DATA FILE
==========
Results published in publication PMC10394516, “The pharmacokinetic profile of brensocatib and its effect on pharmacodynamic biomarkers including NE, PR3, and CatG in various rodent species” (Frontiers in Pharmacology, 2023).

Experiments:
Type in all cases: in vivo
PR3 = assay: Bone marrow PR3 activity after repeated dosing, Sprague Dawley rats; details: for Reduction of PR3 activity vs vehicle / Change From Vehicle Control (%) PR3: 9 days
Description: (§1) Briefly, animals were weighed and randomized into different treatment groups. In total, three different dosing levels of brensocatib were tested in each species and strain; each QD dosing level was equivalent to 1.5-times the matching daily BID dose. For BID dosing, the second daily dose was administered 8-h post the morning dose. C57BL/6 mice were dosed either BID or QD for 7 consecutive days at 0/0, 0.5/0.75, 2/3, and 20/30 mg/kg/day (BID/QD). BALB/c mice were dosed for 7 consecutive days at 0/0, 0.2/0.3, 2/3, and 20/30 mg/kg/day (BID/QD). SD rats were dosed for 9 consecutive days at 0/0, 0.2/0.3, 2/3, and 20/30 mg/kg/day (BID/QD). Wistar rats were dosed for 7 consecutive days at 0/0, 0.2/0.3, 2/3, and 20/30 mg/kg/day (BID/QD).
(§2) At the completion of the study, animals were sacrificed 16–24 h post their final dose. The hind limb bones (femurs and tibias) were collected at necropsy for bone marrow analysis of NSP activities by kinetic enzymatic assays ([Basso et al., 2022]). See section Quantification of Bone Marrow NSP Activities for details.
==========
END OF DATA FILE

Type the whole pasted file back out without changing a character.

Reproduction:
Results published in publication PMC10394516, “The pharmacokinetic profile of brensocatib and its effect on pharmacodynamic biomarkers including NE, PR3, and CatG in various rodent species” (Frontiers in Pharmacology, 2023).

Experiments:
Type in all cases: in vivo
PR3 = assay: Bone marrow PR3 activity after repeated dosing, Sprague Dawley rats; details: for Reduction of PR3 activity vs vehicle / Change From Vehicle Control (%) PR3: 9 days
Description: (§1) Briefly, animals were weighed and randomized into different treatment groups. In total, three different dosing levels of brensocatib were tested in each species and strain; each QD dosing level was equivalent to 1.5-times the matching daily BID dose. For BID dosing, the second daily dose was administered 8-h post the morning dose. C57BL/6 mice were dosed either BID or QD for 7 consecutive days at 0/0, 0.5/0.75, 2/3, and 20/30 mg/kg/day (BID/QD). BALB/c mice were dosed for 7 consecutive days at 0/0, 0.2/0.3, 2/3, and 20/30 mg/kg/day (BID/QD). SD rats were dosed for 9 consecutive days at 0/0, 0.2/0.3, 2/3, and 20/30 mg/kg/day (BID/QD). Wistar rats were dosed for 7 consecutive days at 0/0, 0.2/0.3, 2/3, and 20/30 mg/kg/day (BID/QD).
(§2) At the completion of the study, animals were sacrificed 16–24 h post their final dose. The hind limb bones (femurs and tibias) were collected at necropsy for bone marrow analysis of NSP activities by kinetic enzymatic assays ([Basso et al., 2022]). See section Quantification of Bone Marrow NSP Activities for details.